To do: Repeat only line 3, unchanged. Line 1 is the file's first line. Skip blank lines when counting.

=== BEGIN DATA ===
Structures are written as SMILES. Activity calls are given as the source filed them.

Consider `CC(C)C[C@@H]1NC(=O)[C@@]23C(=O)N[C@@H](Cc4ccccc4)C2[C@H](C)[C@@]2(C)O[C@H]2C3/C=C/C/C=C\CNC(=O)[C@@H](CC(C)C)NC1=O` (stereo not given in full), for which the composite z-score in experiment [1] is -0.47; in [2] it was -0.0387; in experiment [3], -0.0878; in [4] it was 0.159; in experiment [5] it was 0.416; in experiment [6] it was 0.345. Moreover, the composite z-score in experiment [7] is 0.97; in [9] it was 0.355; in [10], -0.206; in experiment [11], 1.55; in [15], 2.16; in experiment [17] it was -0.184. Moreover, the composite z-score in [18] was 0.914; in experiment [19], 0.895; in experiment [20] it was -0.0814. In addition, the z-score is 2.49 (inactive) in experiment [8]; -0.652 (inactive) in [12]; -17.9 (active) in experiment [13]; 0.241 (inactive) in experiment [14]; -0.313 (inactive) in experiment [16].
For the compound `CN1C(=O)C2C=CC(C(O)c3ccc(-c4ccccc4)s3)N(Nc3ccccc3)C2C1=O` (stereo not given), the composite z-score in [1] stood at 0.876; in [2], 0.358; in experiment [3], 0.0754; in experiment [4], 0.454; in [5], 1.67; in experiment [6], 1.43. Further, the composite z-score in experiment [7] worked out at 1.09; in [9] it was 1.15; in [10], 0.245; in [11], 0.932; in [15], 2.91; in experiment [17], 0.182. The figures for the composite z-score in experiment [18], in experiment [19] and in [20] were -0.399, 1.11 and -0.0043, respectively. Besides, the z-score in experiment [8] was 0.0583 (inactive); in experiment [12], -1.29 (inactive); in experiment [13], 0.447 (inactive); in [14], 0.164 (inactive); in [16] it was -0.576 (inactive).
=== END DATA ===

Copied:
For the compound `CN1C(=O)C2C=CC(C(O)c3ccc(-c4ccccc4)s3)N(Nc3ccccc3)C2C1=O` (stereo not given), the composite z-score in [1] stood at 0.876; in [2], 0.358; in experiment [3], 0.0754; in experiment [4], 0.454; in [5], 1.67; in experiment [6], 1.43. Further, the composite z-score in experiment [7] worked out at 1.09; in [9] it was 1.15; in [10], 0.245; in [11], 0.932; in [15], 2.91; in experiment [17], 0.182. The figures for the composite z-score in experiment [18], in experiment [19] and in [20] were -0.399, 1.11 and -0.0043, respectively. Besides, the z-score in experiment [8] was 0.0583 (inactive); in experiment [12], -1.29 (inactive); in experiment [13], 0.447 (inactive); in [14], 0.164 (inactive); in [16] it was -0.576 (inactive).